Singapore DPF group demonstrates high efficiency
A research group in Singapore, using electrodes quite similar to those proposed for the next set of focus fusion experiments, have demonstrated efficiency of energy transfer into plasmoid of at least 50%.
The energy transfer from the magnetic field in the DPF to the tiny plasmoid is a key parameter for focus fusion, since it is only in the plasmoid where the fusion reactions take place and the ion beams that carry the output energy originate. The Singapore group, whose work was reported in IEEE Transaction on Plasma Science (vol. 32, p.2227), were applying the DPF to x-ray production for lithography, but the results are relevant to fusion.
Using neon as the working gas, the team was able to produce as much as 140 J of x-rays from a single shot. With an outer electrode (cathode) radius of 4.7 cm and peak current of 360kA, the device had stored magnetic field energy of about 600 J. Since the electron beam generated by the plasmoid provides the heat for the electrons and thus for the x-rays, e-beam energy must be at least 140 J. Total energy in the plasmoid is twice the electron beam energy (the ions carry the same energy) so total plasmoid energy must exceed 280 J, or very nearly half the magnetic field energy.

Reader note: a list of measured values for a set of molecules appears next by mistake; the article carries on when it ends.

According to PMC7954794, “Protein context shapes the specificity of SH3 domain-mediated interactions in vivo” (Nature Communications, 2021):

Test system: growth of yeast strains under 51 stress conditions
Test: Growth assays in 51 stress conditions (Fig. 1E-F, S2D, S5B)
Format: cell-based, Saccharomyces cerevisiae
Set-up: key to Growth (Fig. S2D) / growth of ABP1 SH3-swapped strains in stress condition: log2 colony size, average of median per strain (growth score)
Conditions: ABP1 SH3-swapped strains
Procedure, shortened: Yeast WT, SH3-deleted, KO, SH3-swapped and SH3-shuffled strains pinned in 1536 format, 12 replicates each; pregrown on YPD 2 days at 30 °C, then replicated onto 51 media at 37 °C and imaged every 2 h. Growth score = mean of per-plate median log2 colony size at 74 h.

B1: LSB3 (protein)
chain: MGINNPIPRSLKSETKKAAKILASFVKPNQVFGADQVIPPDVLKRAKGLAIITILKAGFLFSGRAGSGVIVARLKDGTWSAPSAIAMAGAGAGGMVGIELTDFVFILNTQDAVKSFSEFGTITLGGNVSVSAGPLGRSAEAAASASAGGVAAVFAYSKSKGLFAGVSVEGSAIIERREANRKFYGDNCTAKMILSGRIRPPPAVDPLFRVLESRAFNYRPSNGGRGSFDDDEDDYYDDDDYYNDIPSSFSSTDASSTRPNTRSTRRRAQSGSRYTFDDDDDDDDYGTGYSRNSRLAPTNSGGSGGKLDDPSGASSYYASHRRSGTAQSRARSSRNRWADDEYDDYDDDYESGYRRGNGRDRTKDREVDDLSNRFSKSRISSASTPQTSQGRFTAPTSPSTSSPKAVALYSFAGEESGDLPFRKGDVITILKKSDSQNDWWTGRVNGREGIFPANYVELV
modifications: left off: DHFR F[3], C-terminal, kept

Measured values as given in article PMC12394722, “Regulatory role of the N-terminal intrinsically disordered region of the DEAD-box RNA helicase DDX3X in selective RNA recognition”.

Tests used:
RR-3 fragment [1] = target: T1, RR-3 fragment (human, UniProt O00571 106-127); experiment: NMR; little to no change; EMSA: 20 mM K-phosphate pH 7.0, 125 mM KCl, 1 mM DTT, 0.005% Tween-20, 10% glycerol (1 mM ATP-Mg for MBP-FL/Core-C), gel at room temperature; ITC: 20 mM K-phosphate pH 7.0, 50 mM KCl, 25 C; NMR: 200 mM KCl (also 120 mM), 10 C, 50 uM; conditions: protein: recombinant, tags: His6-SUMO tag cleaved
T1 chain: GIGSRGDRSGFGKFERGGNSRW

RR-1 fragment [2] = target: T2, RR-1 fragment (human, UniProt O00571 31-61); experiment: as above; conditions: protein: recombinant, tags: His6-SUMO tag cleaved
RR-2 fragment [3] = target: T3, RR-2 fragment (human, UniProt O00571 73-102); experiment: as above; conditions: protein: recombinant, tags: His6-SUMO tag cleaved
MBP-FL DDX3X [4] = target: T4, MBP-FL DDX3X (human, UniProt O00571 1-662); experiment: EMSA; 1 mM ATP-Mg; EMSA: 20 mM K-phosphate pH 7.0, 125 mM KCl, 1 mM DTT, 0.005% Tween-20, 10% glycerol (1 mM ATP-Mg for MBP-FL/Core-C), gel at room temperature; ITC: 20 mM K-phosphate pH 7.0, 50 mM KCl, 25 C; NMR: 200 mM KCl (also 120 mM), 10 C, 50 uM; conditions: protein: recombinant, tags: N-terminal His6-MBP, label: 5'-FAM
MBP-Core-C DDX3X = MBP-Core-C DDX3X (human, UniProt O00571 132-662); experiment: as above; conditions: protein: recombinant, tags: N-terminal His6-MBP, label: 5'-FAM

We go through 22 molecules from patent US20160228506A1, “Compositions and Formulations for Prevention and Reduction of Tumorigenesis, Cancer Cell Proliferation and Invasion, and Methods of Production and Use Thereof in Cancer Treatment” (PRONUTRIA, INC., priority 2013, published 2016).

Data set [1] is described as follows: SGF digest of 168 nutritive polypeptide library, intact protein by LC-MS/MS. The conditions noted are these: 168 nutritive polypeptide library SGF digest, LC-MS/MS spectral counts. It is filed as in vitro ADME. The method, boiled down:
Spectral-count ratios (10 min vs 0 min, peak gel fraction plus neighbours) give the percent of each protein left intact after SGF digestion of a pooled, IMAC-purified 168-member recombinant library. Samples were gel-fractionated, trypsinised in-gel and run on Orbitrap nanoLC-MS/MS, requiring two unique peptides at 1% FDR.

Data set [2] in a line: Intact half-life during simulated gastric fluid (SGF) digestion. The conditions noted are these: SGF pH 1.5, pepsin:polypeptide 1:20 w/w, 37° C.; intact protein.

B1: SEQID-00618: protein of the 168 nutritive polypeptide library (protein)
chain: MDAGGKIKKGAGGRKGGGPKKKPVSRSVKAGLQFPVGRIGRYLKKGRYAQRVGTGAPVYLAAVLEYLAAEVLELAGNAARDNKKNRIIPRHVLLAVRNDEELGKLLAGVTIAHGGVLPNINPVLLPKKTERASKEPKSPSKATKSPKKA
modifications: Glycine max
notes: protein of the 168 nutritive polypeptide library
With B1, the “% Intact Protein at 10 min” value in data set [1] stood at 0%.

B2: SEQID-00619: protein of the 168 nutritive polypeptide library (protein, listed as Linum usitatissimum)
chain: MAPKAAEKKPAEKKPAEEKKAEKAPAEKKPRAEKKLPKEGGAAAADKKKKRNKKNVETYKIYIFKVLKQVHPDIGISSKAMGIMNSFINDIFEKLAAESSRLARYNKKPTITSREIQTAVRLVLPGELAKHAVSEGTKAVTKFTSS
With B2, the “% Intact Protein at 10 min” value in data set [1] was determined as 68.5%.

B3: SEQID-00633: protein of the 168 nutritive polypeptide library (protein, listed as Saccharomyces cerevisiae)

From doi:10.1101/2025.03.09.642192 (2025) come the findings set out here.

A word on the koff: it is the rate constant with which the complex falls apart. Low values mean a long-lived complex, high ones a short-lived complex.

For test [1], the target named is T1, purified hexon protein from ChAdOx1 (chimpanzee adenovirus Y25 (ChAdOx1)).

The device used an anode with a base radius of 1.6 cm, tapering at the end to 1 cm. These dimensions are quite similar to those we plan to use for the copper electrodes on the next set of experiments, and add to the evidence that we will be able to achieve a high efficiency.